Endangered Manuscripts need your help
Updated: Dec 6, 2018
Tucked away on the southern edge of the Sahara lies the ancient city of Djenné. The city, with its traditional mud-brick (‘adobe’) houses and towering Great Mosque, is a UNESCO World Heritage Site. Islam reached this region in the 13th and 14th centuries.
Djenné has a scholastic heritage to rival the better-known Timbuktu. The 50 Koran schools dotted across the city are sites of Islamic learning that date back to the medieval period, with the manuscripts used there the proud possessions of local families, now placed in the care of the Djenné Manuscript Library, protected from insects and the floodwaters of the rainy season.
From 2009 to 2016 the library’s collection grew from a few hundred manuscripts belonging to a handful of Djenné families to becoming an important depository for 8520 manuscripts belonging to 141 Djenné families.
The subject matter of the manuscripts ranges from Korans, Islamic jurisprudence and Hadiths, traditional stories concerning the Prophet Mohammed and his companions, and poetry from the pre-Islamic poet Imru’al-Qais. There is also a very large collection of manuscripts on traditional magic – talismans, herbal remedies and traditional healing recipes.
The policy of the library has been to offer open access to scholars who would like to study the manuscripts in situ, but the deteriorating political situation in northern and Central Mali at the hands of al-Qaeda has meant that very few scholars have been able to avail themselves of this opportunity.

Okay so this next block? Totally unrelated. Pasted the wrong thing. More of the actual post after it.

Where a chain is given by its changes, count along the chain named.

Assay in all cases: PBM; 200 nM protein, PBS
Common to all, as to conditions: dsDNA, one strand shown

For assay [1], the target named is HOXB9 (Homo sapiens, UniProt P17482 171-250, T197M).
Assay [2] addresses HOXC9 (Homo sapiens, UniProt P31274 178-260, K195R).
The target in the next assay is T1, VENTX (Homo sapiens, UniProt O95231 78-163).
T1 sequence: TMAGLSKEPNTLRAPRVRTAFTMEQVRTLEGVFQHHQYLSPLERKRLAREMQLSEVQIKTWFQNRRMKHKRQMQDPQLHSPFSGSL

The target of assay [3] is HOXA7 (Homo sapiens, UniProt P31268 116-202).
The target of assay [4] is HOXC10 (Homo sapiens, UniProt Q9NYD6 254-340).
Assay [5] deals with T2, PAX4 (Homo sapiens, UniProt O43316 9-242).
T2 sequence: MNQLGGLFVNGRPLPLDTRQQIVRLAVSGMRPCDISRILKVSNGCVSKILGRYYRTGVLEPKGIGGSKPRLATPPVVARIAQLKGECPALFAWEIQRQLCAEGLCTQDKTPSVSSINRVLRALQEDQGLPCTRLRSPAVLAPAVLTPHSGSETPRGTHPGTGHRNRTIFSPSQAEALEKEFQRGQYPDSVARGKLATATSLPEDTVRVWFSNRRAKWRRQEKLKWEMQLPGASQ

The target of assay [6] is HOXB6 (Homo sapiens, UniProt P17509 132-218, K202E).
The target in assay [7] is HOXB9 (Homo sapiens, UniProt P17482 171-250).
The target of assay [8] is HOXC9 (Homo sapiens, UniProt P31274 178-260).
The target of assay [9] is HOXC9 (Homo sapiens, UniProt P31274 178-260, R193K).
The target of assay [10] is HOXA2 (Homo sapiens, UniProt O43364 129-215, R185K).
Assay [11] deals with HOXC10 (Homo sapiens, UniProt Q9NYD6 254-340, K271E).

The Djenné Manuscript Library is now losing all its funding. The staff, in particular Garba Yaro (pictured above), its devoted main archivist, will no longer have a salary. Unless something is done soon, the Manuscript Library is threatened with closure. Its team, with more than eight years of work experience, will have to find other activities and the manuscript owners will no longer be able to look to the library to care for their collections.
The good news is that this is not a question of a lot of money: with £5000 a year, Garba Yaro would keep his job, the library could get its yearly coating and a modest few light bulbs would be kept alight. And most importantly, the Djenné families who have deposited their manuscripts in the library for safe keeping would not have to remove them again. The irreplaceable heritage of this ancient world, still in desperate need of research, would be safeguarded for the next generation.
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